Still just 23, Noel is a truly disruptive defender. Only one player logged as may minutes as he did last season while also posting a steal rate above 2 percent and a block rate above 4 percent. His name is Giannis Antetokounmpo.
And while Noel's offensive game is nowhere near as valuable as Antetokounmpo's, he still provides most of what modern teams need from a center by finishing lobs and drawing defensive attention in transition. Quickness on defense and the ability to blow up pick-and-rolls with his length will always be Noel's greatest strengths, but the Dallas Mavericks can weaponize him on offense in a spaced system, too.
"Noel is going to be a guy that we've got to get signed," head coach Rick Carlisle told reporters after the season. "He’s an exciting young talent and I do think he can expand his game, but we’ve got to be careful about doing too much too soon."
Dallas may not ask major minutes of Noel just yet, but it'll match any offer he receives—up to and including a four-year max.
2. Kentavious Caldwell-Pope, Detroit Pistons
2016-17 Salary: $3,678,319
"He is a hard worker, he is reliable and he is improving every day," Detroit Pistons owner Tom Gores told reporters of Kentavious Caldwell-Pope back in January. "He should be a Piston. That's just bottom line: he has what it takes to be a Piston."
A three-and-D wing who has greatly improved his shot creation and ball-handling, KCP also has what it takes to gin up several offers worth over $20 million per season.
He's nasty on the ball at either guard position, allowing the Pistons to hide Reggie Jackson (or whoever winds up playing that spot long term) on the weaker option. And though Caldwell-Pope only shot 39.9 percent from the field overall last year, his effective field-goal percentage climbed to a career-high 48.1 percent—and that was after a shoulder injury in January wrecked his three-point shot.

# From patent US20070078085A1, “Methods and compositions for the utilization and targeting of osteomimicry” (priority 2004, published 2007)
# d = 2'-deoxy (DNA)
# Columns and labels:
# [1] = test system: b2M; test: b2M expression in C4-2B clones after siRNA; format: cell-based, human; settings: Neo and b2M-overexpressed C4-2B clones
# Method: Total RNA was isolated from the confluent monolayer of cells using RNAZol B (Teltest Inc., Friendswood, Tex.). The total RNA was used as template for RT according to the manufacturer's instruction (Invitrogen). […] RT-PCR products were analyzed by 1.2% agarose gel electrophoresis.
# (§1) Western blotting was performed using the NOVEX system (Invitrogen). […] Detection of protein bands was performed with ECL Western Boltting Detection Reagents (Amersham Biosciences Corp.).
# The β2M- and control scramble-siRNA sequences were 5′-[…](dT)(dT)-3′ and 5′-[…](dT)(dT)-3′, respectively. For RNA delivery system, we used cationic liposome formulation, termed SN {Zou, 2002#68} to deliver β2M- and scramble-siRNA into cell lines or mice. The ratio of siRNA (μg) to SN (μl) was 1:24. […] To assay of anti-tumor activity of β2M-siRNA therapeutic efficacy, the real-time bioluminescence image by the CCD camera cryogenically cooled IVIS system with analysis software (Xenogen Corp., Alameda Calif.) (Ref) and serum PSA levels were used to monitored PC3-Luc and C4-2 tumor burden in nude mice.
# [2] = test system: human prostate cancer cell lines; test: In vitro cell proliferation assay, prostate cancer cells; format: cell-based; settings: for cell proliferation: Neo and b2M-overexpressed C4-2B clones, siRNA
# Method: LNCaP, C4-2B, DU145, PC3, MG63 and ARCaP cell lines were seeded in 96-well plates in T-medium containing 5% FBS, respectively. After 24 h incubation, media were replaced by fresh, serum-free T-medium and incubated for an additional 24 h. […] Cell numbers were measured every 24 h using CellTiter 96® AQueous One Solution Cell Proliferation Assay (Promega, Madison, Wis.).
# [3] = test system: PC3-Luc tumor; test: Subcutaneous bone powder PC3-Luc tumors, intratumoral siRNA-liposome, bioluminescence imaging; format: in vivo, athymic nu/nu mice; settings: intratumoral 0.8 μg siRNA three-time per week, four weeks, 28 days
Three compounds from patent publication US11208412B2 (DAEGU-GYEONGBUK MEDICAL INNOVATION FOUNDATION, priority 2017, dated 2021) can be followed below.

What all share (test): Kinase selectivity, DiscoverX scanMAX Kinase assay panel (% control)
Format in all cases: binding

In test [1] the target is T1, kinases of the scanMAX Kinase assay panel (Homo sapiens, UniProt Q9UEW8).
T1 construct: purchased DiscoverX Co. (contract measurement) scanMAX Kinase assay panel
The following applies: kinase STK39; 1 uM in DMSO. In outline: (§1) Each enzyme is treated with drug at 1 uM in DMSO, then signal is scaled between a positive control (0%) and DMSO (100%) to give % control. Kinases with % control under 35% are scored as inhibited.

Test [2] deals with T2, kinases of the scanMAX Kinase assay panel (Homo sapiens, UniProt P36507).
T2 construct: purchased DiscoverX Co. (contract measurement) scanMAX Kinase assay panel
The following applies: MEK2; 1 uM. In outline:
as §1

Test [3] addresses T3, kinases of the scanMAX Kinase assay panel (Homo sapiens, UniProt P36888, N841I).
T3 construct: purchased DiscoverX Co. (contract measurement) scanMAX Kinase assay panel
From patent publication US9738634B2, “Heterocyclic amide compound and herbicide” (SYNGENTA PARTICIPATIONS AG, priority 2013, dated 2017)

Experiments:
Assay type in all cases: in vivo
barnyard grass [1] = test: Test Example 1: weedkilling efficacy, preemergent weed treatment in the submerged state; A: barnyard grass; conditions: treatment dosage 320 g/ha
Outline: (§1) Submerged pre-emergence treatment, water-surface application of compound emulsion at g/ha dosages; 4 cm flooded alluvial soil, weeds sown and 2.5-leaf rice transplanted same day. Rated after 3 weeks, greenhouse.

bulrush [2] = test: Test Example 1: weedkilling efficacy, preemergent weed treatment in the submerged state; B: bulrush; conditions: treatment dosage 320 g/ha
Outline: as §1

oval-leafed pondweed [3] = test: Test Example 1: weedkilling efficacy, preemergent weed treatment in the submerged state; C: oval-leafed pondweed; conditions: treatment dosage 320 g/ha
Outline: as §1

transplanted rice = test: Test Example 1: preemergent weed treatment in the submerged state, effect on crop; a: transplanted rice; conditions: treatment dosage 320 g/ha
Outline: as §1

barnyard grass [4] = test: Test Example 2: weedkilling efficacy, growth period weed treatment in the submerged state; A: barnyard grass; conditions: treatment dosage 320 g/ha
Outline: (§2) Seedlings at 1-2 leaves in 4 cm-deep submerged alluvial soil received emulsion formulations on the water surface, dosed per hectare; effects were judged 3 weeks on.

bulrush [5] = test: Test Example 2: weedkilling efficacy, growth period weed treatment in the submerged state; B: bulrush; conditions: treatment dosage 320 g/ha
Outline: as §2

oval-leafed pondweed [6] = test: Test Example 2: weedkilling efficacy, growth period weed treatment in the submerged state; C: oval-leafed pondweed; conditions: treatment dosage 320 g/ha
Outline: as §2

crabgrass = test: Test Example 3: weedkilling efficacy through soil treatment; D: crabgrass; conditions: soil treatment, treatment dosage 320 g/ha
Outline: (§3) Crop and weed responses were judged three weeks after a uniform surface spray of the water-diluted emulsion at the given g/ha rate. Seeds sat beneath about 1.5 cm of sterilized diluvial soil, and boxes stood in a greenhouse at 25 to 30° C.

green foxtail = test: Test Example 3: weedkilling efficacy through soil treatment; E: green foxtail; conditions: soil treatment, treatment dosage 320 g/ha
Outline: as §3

Before getting hurt on Jan. 13, he was at 40.4 percent from long distance.
No wonder teams with money to burn, like the Brooklyn Nets, might be eyeing him.
A max contract seems likely, but the Pistons might be best served to just wait and match whatever offer KCP signs. It could save them a few bucks.
Letting him walk isn't an option, though, as Detroit has no wing talent to speak of—and certainly none with Caldwell-Pope's two-way skill and potential for improvement.
1. Otto Porter, Washington Wizards
2016-17 Salary: $5,893,981
Otto Porter morphing into a deadeye three-point shooter was as critical to the Washington Wizards' development as it was unexpected.
Funky mechanics made his 36.7 percent mark from distance in 2015-16 seem unsustainable, but Porter went out and buried 43.4 percent of his treys this past season while attempting more than ever. That right elbow is still cockeyed at a 45-degree angle from the target, and that left hand still smothers the ball while getting way too involved in the release.
But we've seen enough go in now to move past aesthetic concerns.
Though unconventional, Porter is an established long-range stud now. And it's helping the Washington Wizards offense by spacing the floor for Bradley Beal and John Wall.
B/R's Josh Martin noted how Washington's guards have upped their drives per game in each of the last four seasons, a trend that correlates perfectly with Porter's development into the kind of feared shooter defenders won't leave.
Porter lacks strength, and his frame may not fill out. But he has good hands, uncommon length and is already a massive offensive plus because of his shooting. He doesn't really need to get any better to be worth a max deal.
The Wizards will keep him, and if they do it for anything less than $100 million, it'll be a steal.